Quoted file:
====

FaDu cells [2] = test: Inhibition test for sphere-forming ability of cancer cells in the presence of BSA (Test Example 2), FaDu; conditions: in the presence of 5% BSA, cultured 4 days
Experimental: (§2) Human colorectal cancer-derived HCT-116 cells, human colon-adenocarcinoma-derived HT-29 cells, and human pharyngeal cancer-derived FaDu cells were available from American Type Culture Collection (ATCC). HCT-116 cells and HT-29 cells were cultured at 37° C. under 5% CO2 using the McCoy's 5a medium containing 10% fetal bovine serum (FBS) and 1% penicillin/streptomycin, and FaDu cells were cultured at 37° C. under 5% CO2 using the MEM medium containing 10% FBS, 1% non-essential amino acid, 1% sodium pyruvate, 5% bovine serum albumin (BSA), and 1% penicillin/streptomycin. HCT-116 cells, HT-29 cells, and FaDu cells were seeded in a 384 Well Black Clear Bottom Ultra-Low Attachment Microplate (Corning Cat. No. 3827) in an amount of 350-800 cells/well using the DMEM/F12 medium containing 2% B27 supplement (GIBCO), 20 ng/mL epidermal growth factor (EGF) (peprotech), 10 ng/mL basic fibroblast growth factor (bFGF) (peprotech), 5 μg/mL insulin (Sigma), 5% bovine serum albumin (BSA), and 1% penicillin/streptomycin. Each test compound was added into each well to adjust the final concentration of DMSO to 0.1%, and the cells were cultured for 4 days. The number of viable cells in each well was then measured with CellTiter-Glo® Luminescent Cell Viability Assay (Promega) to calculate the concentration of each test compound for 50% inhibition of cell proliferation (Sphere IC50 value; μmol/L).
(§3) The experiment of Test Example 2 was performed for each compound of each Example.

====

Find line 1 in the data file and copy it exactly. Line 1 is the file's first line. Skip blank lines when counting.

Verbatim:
FaDu cells [2] = test: Inhibition test for sphere-forming ability of cancer cells in the presence of BSA (Test Example 2), FaDu; conditions: in the presence of 5% BSA, cultured 4 days